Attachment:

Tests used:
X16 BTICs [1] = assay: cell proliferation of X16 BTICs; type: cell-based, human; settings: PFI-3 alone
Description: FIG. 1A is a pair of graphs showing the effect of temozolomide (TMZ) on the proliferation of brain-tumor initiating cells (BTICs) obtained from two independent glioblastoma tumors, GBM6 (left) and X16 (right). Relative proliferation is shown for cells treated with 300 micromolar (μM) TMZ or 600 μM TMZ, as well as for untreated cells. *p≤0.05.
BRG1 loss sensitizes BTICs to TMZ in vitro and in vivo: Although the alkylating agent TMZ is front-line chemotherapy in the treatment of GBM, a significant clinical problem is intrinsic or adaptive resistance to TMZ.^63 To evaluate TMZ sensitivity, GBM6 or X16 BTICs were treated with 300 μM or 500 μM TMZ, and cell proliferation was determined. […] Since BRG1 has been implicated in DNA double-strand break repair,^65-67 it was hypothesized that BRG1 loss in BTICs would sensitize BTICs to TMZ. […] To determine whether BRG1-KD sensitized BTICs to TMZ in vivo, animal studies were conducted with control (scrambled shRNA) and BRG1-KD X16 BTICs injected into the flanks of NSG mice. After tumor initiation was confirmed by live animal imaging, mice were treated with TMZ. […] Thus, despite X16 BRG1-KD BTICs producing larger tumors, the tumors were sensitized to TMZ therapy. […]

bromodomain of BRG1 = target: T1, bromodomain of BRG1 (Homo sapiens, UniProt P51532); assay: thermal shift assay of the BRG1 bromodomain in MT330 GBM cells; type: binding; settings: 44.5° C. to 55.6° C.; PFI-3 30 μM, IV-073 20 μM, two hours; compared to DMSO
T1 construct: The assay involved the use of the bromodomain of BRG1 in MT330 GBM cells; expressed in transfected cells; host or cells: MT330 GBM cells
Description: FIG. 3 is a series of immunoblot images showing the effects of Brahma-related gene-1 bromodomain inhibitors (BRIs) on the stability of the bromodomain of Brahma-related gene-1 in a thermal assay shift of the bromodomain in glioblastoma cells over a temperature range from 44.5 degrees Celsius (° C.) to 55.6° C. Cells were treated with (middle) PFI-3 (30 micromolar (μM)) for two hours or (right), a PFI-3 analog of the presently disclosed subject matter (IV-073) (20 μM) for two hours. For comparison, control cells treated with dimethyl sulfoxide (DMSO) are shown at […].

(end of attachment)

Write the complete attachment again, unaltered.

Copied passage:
Tests used:
X16 BTICs [1] = assay: cell proliferation of X16 BTICs; type: cell-based, human; settings: PFI-3 alone
Description: FIG. 1A is a pair of graphs showing the effect of temozolomide (TMZ) on the proliferation of brain-tumor initiating cells (BTICs) obtained from two independent glioblastoma tumors, GBM6 (left) and X16 (right). Relative proliferation is shown for cells treated with 300 micromolar (μM) TMZ or 600 μM TMZ, as well as for untreated cells. *p≤0.05.
BRG1 loss sensitizes BTICs to TMZ in vitro and in vivo: Although the alkylating agent TMZ is front-line chemotherapy in the treatment of GBM, a significant clinical problem is intrinsic or adaptive resistance to TMZ.^63 To evaluate TMZ sensitivity, GBM6 or X16 BTICs were treated with 300 μM or 500 μM TMZ, and cell proliferation was determined. […] Since BRG1 has been implicated in DNA double-strand break repair,^65-67 it was hypothesized that BRG1 loss in BTICs would sensitize BTICs to TMZ. […] To determine whether BRG1-KD sensitized BTICs to TMZ in vivo, animal studies were conducted with control (scrambled shRNA) and BRG1-KD X16 BTICs injected into the flanks of NSG mice. After tumor initiation was confirmed by live animal imaging, mice were treated with TMZ. […] Thus, despite X16 BRG1-KD BTICs producing larger tumors, the tumors were sensitized to TMZ therapy. […]

bromodomain of BRG1 = target: T1, bromodomain of BRG1 (Homo sapiens, UniProt P51532); assay: thermal shift assay of the BRG1 bromodomain in MT330 GBM cells; type: binding; settings: 44.5° C. to 55.6° C.; PFI-3 30 μM, IV-073 20 μM, two hours; compared to DMSO
T1 construct: The assay involved the use of the bromodomain of BRG1 in MT330 GBM cells; expressed in transfected cells; host or cells: MT330 GBM cells
Description: FIG. 3 is a series of immunoblot images showing the effects of Brahma-related gene-1 bromodomain inhibitors (BRIs) on the stability of the bromodomain of Brahma-related gene-1 in a thermal assay shift of the bromodomain in glioblastoma cells over a temperature range from 44.5 degrees Celsius (° C.) to 55.6° C. Cells were treated with (middle) PFI-3 (30 micromolar (μM)) for two hours or (right), a PFI-3 analog of the presently disclosed subject matter (IV-073) (20 μM) for two hours. For comparison, control cells treated with dimethyl sulfoxide (DMSO) are shown at […].